Sunday, April 16, 2017

And The Mountains Echoed by Khaled Hosseini


Abdullah and his sister Pari are inseparable. The two share a very close bond after losing their mother at a young age. Their father takes them on a journey in to a larger Afghan town where they meet up with their uncle who works for a rich husband and wife. Pari is handed over to this couple, and Abdullah never sees his sister again. This book tells us the story of various people who have a degree or two of separation from Abdullah and Pari.

The book starts off riveting. We learn about Pari being sold to this couple, and how his uncle's life plays out. Then the stories get further and further away from Abdullah and Pari until at the end, they eventually make their way back. The start and ending were great, the rest felt like filler and got to the point where I was struggling to figure out who the characters were and how they were connected.

Unfortunately I think this is the weakest of Hosseini's books. But I haven't given up on him because of how much I liked the others. If/when he puts out another book I'll read it.

First Line: "So, then."


Friday, April 14, 2017

Mississippi Blood by Greg Iles


In the third and final book of the Natchez trilogy, we hope to finally learn the truth about what happened the night Viola Turner died. The trilogy focuses around Dr. Cage's son Penn trying to clear his father's name and learning about all the klan activity that occurred in the town back in the 60s. Some of these dangerous men are still alive and don't want the truth to come out. This book focuses on Dr. Cage's trial (finally!) and the aftermath of Penn's loss.

We know the characters by this point, so this really is a story-driven novel in wrapping up all the loose ends. The full trial of Dr. Cage being tried for Viola's murder plays out. It includes his lawyer not objecting to any evidence being entered and then some jaw-dropping surprises at the end.

This was one of the best trials I've read in a book. There were twists and turns. You wondered what the defense was trying to do, and why they were hiding their motives from Penn. There was so much suspense!

If you haven't read the first two books, you cannot pick this one up by itself and expect to understand what's going on. But trust me, this series is worth the time investment. It's a fantastic series and ends with a bang.

Thanks to TLC Book Tours for letting me be a part of this tour. You should definitely consider purchasing this book! Buy from HarperCollins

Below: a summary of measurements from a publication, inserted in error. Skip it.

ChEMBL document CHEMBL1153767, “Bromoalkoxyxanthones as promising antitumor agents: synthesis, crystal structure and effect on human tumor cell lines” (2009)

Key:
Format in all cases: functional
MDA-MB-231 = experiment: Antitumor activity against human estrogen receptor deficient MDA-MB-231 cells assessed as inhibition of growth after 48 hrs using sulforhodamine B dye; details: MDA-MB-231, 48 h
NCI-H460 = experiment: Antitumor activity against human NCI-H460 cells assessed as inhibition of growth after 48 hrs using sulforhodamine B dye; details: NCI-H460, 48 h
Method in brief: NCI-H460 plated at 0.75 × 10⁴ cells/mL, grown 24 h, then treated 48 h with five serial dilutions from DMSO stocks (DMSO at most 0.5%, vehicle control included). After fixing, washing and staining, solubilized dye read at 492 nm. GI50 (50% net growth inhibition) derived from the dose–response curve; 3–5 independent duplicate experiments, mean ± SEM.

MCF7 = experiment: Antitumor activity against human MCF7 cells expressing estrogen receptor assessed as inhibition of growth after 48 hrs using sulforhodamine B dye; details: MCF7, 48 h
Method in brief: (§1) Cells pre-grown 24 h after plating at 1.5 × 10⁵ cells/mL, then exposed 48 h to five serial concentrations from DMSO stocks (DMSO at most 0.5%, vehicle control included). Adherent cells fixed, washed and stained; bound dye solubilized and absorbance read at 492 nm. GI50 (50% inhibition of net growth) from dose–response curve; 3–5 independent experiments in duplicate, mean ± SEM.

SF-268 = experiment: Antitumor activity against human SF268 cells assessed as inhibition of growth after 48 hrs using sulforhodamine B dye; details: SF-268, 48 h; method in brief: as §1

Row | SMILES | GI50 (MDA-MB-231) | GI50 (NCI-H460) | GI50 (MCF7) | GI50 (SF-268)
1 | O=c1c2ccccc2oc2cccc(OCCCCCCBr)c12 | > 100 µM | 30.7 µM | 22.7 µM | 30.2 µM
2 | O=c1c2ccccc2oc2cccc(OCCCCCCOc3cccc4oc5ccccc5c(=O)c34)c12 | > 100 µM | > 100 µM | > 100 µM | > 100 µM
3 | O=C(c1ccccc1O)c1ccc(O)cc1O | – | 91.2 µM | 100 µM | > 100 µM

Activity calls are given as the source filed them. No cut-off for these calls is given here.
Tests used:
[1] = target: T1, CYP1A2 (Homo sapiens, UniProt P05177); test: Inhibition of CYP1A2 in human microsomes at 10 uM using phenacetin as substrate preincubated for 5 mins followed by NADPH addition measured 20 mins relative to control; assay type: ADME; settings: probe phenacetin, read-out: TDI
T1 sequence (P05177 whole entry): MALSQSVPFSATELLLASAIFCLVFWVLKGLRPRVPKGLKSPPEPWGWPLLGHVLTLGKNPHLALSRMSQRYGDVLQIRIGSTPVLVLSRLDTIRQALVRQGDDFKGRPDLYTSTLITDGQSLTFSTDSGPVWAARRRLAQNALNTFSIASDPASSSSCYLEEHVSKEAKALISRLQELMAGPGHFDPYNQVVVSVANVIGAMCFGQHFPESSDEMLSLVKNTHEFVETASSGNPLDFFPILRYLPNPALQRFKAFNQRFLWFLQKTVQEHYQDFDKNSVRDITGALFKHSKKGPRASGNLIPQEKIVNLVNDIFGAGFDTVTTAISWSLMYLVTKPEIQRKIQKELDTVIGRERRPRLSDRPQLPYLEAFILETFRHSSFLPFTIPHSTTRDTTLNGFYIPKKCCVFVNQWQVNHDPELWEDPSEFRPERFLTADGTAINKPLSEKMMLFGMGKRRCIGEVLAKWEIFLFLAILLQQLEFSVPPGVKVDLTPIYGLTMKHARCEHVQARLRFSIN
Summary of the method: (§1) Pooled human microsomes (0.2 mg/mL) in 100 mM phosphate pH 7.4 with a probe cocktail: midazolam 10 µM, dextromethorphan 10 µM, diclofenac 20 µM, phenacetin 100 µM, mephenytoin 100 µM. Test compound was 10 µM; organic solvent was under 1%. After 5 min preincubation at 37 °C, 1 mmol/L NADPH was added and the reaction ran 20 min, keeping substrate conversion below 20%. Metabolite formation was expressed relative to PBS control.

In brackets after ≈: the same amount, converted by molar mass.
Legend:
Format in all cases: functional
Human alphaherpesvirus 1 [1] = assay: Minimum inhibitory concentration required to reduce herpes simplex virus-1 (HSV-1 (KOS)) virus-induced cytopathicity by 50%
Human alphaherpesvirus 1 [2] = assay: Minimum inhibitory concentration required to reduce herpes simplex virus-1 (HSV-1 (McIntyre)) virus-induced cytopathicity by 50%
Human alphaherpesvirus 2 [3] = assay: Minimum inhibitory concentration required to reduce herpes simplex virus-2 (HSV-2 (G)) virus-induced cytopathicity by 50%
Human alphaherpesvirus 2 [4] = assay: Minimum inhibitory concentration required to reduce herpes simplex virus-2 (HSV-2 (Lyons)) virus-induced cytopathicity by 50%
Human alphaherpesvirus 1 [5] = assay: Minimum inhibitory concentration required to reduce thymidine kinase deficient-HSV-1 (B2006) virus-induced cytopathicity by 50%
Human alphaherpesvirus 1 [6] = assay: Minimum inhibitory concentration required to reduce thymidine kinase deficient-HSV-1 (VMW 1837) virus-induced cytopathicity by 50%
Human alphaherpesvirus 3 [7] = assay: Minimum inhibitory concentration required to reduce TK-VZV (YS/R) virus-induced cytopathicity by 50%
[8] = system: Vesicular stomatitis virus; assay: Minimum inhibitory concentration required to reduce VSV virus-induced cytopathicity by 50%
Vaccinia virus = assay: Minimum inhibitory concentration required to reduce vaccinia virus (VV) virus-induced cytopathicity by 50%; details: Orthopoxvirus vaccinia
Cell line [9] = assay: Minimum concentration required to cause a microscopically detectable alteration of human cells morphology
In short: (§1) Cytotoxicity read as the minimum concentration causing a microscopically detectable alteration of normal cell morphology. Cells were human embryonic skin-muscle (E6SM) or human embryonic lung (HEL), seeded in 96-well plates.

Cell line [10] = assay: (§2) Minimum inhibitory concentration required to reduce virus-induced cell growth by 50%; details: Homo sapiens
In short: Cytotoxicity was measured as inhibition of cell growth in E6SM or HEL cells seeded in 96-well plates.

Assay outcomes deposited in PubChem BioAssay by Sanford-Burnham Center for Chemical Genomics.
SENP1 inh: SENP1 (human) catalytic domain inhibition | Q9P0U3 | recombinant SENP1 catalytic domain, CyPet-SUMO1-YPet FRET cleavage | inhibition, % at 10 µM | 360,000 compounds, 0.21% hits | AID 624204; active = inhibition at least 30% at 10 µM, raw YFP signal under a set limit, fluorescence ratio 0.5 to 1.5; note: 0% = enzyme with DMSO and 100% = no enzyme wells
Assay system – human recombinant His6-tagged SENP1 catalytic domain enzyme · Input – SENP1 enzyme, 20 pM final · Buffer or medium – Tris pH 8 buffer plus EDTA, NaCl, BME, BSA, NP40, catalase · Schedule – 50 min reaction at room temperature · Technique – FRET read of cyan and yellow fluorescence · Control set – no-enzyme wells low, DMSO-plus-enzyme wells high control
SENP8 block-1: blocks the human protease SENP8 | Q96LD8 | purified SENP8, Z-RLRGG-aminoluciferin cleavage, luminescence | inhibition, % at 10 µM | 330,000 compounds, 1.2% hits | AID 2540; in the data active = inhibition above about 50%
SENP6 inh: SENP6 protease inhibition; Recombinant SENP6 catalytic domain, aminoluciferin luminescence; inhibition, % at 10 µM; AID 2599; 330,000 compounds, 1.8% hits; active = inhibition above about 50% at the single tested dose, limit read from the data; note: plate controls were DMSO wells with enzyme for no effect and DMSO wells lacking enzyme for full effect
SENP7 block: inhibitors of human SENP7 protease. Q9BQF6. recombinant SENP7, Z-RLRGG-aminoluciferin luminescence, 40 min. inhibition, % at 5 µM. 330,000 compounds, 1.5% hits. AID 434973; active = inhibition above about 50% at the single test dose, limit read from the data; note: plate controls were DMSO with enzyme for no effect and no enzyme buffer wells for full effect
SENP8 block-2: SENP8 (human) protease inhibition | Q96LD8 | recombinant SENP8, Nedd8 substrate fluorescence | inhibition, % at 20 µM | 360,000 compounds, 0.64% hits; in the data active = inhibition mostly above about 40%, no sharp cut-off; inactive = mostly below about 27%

First Line: "Grief is the most solitary emotion; it makes islands of us all."

About the Author
Greg Iles spent most of his youth in Natchez, Mississippi. His first novel, Spandau Phoenix, was the first of thirteen New York Times bestsellers, and his new trilogy continues the story of Penn Cage, protagonist of The Quiet Game, Turning Angel, and #1 New York Times bestseller The Devil’s Punchbowl. Iles’s novels have been made into films and published in more than thirty-five countries. He lives in Natchez with his wife and has two children.

Find him on Twitter, Facebook and at his website.

Monday, April 10, 2017

The Enemies of Versailles by Sally Christie

Historical Fiction

In the third and final book in the Versailles/Louis XV trilogy, this time we look at two women from King Louis XV's last years. The first is his final mistress, the Comtesse du Barry, who started out as a luxury escort. She makes friends with the right people and is eventually presented to the king. Not surprisingly the court hates her not only because she's an escort but also because she's a commoner. The second is Louis' eldest daughter Adelaide. She is an extremely rigid woman and doesn't have a very good relationship with her father because she hasn't approved of any of his mistresses.

The two women are completely different, likely why they were both selected for this book, and it really highlights the extremes that existed in the French court. Christie does a great job of showing how tone deaf French royalty was during this time, which eventually brought their demise. Obviously all these years later, in a much more advanced society, it's easy to see the errors of their ways but I wonder if it would have been easy to understand back then. This book actually made me want to read more on the French Revolution.

Having read Christie's other two books in the trilogy (read my reviews for The Rivals of Versailles and The Sisters of Versailles), even though these characters were unique from all the other ladies highlighted in Christie's books, I found them somewhat less captivating.

It's still a worthy read - you should definitely check out all three books! It gives you great insight in to some of the more periphery characters of the Louis XV reign. You can buy the book here: Amazon

Thank you to TLC Book Tours for letting me be a part of this tour.

First Line: "I slip away from the warmth of the kitchen and out into the deserted hall."

About the Author
Sally Christie is a long time history buff. She has lived in England, Canada, Argentina, and Lesotho though she currently resides in Toronto (and hence, I'm claiming Canadian author here!). The Sisters of Versailles is her first book even though she's been putting pen to paper for a while. Learn more at her websiteFacebook, or GoodReads.